Friday, April 24, 2009

Happy Etsy Day everyone!

Happy Etsy Day everyone!

Make sure you visit today to celebrate. You can read an article about Etsy Day in The Storque by clicking here:

If you haven't already signed up for an Etsy account, today would be a great day to do so! There are SO MANY amazing artists who sell things on Etsy. I know you'll find something that you love. Maybe it will even inspire you to start your own Etsy shop!

Saturday, March 7, 2009

The Perfected Mint Mojito

Grow your own Mojito Mint plant on the back patio and mix this masterpiece of a beverage at your next party. An absolute MUST for this summer's weekend BBQ get-togethers. Everyone will rave about them!

Nothing is better than using your own garden veggies and herbs to whip something up in the kitchen! The Mojito Mint plant is extremely easy to care for. Simply plant it in a container of choice and set it on your back patio or deck. Make sure that the container has a drainage hole. Mint likes full sun and lots of water. If you put your mint in the shade, it will grow floppy and the flavor will not be as strong as when you grow it in the sun. Mint is hardy to zone 5 and likes almost any garden soil. It is truly a "no worries" plant!

Mojito Mint Plant available at Herb Friend's Shoppe on

Word of warning: Don't put more than one kind of mint in a pot. If you mix your different kinds of mints up in the same pot, either one mint will smother the rest or they will get so mixed up, it will be difficult to tell them apart.

Now for the perfect Mojito recipe....

The Miami Mojito (Mojito with Simple Syrup)
Somewhere between guarapo and granulated sugar, lies simple syrup. Simple syrup is essentially “sugar water” made by dissolving sugar in boiling water. Some people refer to it as mojito simple syrup, but simple syrup has many uses in cocktail making. Simple syrup also makes the mojito with the smoothest texture, as the sugar particles have already been dissolved before assembling the mojito.

1 lime, juiced (about 2 ounces)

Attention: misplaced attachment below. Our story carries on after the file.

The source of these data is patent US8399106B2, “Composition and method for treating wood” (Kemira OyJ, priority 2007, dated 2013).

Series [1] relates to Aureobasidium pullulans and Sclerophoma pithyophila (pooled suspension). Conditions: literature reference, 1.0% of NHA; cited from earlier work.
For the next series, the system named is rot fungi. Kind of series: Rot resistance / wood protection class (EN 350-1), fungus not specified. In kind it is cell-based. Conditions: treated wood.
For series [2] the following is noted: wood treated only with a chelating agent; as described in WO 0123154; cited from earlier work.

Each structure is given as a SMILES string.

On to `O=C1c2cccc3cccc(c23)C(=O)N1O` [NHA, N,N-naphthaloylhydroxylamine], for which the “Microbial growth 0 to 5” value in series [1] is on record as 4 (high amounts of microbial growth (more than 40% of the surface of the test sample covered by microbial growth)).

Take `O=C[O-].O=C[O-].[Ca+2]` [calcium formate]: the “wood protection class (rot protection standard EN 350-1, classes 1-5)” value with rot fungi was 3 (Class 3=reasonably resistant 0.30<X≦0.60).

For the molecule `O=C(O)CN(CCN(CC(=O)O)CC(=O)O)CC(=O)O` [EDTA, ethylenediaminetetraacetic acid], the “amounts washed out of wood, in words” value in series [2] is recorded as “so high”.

5-6 fresh from the garden mohito mint leaves
crushed ice
2 ounces white/light rum (try Havana Club)
1 ounce simple syrup*
2 drops Angostura bitters, optional (if you would like to cut the sweetness a bit)
3 ounces Club Soda

* Simple Sugar Syrup:
1 cup water
1 cup sugar

Bring water and sugar to a low boil and cook for 2-3 minutes until sugar dissolves. Water will appear slightly cloudy, but will become clear as it cools. Cool to room temperature. Store in the refrigerator in a squeeze bottle or airtight container. If properly sealed, the syrup will keep up to 2 weeks. One batch of this syrup will make about 12 mojitos.

Muddle lime juice with the mint in the bottom of a long mojito glass (also called a "collins" glass) . Add light rum, simple syrup, and bitters. Fill the glass to the top with ice. Top with club soda. Cover the glass with a shaker tin or transfer the mixture to a shaker and shake for 5-6 seconds. Garnish with lime wedge and a garden fresh mint sprig!

Friday, March 6, 2009

Which Came First, the Caterpillar or the Butterfly?

Butterfly gardening can be extremely rewarding. Watching these beauties flutter about from flower to flower, breeze to breeze... There are two types of plants that butterflies need in order to survive, nectar plants and host plants. If you have both in your garden, you will be able to witness the entire life cycle of the fabulous flittering Lepidoptera.

Nectar Plants
Nectar plants are what most people think of when designing a butterfly garden. They provide the food needed for sustenance. Some common nectar plants are:

Cosmos available at Seven Acre Woods on

Some other great nectar plants for your butterfly garden include Aster, Blazing Stars, Common Milkweed, Coreopsis, Lantana, Marigold, Shasta Daisys, Sunflowers, and Zinnia.

Host Plants
Less common but as equally important are host plants. Butterflies use these for reproduction, meaning depositing eggs and feeding larvae (caterpillars). Some familiar host plants are:

Hollyhocks available at A Better Place on

Dill available at Homegrown Healthy on

Other common host plants for your butterfly garden include the Common Foxglove, Nasturtium, Milkweed, False Nettle, Rue, Silver Brocade, Snapdragon, Sunflower, Violet, Fennel, Spicebush, Passion Flower, Pipevine, Pawpaw and Sweet Bay Magnolias.

Both Nectar & Host Plants
If you don't have much space for a butterfly garden, it makes sense to use dual-purpose plants. Here are a few that serve as both nectar and host plants for your fluttering beauties:

Swamp Verbena, or Simpler's Joy, available at Infinite Gardens on

Purple Coneflower available at A Better Place on

Thursday, March 5, 2009

Time to Try Something New in the Garden?

Why not go out on the limb this year and try something new in the garden?

Grow your very own Organic Loofah (luffa) Sponge, available at Smokymist Gardens on You can eat them, but they come in more handy in the shower! Loofah sponges are extremely easy to harvest and prepare for use. Just watch them grow during the summer, pick when the loofah is ready, loosen and peel the skin back, rinse and sun dry. Voila!! A homegrown back scrubber!!!

Photo by Jerry Crimson Mann on WikiCommons.